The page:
+ Determine if a tagline needs to amplify the name.
+ If so, generate tagline candidates
+ Select several candidates for evaluation by market segment members
+ Select final tagline.
+ Bring in graphic designer with branding experience
+ Create logo candidates and color palette
+ Select several candidates for evaluation by Market segment members
+ Select a final logo design
+ Develop a graphic standards manual documenting the standards for logo usage, selection of colors and type faces, and other graphic elements. This manual should be available to all who will have the need to produce brand collateral materials. It should also be a component of the master Brand Style Guide.
+ Create or revise brand story
+ Create or revise brand creed (principals)

At this point, materials can begin to be prepared for use in soliciting investors/bankers/partners. But there is more to do as outlined below.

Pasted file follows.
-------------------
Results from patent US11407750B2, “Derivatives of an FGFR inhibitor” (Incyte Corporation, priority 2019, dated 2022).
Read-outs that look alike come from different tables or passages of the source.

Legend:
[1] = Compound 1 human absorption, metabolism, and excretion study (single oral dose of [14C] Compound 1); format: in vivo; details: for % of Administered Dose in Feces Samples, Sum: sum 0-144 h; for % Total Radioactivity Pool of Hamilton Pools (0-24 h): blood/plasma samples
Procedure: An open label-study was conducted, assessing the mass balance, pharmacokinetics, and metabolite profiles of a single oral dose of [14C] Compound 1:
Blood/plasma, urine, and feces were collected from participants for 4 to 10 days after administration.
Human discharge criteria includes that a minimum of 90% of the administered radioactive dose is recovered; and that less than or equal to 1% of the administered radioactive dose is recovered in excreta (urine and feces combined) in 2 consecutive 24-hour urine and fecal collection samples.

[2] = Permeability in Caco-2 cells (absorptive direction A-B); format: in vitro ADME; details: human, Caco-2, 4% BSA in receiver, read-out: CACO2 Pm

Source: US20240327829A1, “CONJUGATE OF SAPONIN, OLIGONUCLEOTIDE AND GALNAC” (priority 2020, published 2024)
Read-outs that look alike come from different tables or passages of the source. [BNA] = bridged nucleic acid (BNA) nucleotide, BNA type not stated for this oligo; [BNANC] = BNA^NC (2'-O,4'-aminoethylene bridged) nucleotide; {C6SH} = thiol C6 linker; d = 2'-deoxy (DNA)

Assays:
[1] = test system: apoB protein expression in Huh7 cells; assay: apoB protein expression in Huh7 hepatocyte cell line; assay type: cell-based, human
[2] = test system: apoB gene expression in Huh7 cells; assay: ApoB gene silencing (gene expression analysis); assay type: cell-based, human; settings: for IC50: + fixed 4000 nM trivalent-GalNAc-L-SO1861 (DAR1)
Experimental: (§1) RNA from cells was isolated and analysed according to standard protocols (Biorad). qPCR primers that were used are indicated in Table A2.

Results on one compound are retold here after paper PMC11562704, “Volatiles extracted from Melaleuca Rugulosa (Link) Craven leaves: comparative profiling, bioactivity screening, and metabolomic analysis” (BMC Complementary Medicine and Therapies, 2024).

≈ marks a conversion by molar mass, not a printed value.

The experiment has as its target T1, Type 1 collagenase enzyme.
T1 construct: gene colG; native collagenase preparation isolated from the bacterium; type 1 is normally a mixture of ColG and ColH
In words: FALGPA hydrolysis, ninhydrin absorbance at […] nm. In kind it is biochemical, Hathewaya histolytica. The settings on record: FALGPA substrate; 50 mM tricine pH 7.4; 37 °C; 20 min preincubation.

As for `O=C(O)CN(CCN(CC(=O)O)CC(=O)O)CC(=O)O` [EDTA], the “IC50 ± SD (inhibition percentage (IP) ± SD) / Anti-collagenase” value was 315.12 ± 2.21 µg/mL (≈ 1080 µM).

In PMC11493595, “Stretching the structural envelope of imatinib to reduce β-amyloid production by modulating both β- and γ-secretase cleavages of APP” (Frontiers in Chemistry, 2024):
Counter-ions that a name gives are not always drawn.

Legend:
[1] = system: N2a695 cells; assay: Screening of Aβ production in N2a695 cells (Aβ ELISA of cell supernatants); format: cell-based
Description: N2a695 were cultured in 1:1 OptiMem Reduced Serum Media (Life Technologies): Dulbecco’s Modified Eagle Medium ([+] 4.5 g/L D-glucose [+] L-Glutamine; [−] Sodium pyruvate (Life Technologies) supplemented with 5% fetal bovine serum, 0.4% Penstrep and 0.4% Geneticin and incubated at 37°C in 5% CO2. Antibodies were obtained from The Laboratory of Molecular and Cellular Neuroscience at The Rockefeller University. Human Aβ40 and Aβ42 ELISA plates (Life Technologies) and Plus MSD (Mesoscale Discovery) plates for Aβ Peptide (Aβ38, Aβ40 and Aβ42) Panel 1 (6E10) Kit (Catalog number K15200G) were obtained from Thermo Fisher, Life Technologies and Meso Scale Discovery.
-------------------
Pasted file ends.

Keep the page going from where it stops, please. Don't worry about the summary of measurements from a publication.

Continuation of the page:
+ Document color palette, type fonts, illustrative styles and other visual elements of the brand
+ If audio signature is desired, brainstorm and then create appropriate sounds, music, voice using professional talent
+ If a video/flash signature is desired, brainstorm and them create appropriate clips, commercials, presentations using professional talent
+ If a web site is desired, brainstorm and then create your website and/or your blog using professional talent
+ If packaging, signage, marketing materials are required, brainstorm and then create the required materials using professional talent
+ If trade dress (physical style of facilities, uniforms, vehicles and signage associated with the brand) is required, establish and document specifications.
+ If promotional literature, data sheets, application notes, etc. are to be part of the brand presentation material, establish and document the standards by which they will be developed. Usually this will take the form of templates.